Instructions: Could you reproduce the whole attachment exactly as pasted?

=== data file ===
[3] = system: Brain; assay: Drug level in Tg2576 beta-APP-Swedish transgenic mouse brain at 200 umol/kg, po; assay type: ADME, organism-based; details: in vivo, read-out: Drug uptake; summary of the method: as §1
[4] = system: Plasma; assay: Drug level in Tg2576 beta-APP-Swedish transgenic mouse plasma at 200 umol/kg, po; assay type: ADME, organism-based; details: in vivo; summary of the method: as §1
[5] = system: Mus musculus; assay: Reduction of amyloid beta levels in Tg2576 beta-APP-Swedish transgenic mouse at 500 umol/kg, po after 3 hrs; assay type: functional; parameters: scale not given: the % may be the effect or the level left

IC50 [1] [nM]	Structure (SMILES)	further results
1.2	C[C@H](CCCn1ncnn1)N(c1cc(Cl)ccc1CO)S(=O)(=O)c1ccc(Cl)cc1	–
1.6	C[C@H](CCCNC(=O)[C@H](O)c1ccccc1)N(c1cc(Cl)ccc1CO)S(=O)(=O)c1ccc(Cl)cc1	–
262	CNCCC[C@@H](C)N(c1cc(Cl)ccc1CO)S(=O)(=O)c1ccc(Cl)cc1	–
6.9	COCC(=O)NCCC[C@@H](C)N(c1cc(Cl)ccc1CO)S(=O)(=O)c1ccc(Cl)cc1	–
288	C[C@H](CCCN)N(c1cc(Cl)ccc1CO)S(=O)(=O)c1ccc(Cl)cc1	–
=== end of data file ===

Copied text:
[3] = system: Brain; assay: Drug level in Tg2576 beta-APP-Swedish transgenic mouse brain at 200 umol/kg, po; assay type: ADME, organism-based; details: in vivo, read-out: Drug uptake; summary of the method: as §1
[4] = system: Plasma; assay: Drug level in Tg2576 beta-APP-Swedish transgenic mouse plasma at 200 umol/kg, po; assay type: ADME, organism-based; details: in vivo; summary of the method: as §1
[5] = system: Mus musculus; assay: Reduction of amyloid beta levels in Tg2576 beta-APP-Swedish transgenic mouse at 500 umol/kg, po after 3 hrs; assay type: functional; parameters: scale not given: the % may be the effect or the level left

IC50 [1] [nM]	Structure (SMILES)	further results
1.2	C[C@H](CCCn1ncnn1)N(c1cc(Cl)ccc1CO)S(=O)(=O)c1ccc(Cl)cc1	–
1.6	C[C@H](CCCNC(=O)[C@H](O)c1ccccc1)N(c1cc(Cl)ccc1CO)S(=O)(=O)c1ccc(Cl)cc1	–
262	CNCCC[C@@H](C)N(c1cc(Cl)ccc1CO)S(=O)(=O)c1ccc(Cl)cc1	–
6.9	COCC(=O)NCCC[C@@H](C)N(c1cc(Cl)ccc1CO)S(=O)(=O)c1ccc(Cl)cc1	–
288	C[C@H](CCCN)N(c1cc(Cl)ccc1CO)S(=O)(=O)c1ccc(Cl)cc1	–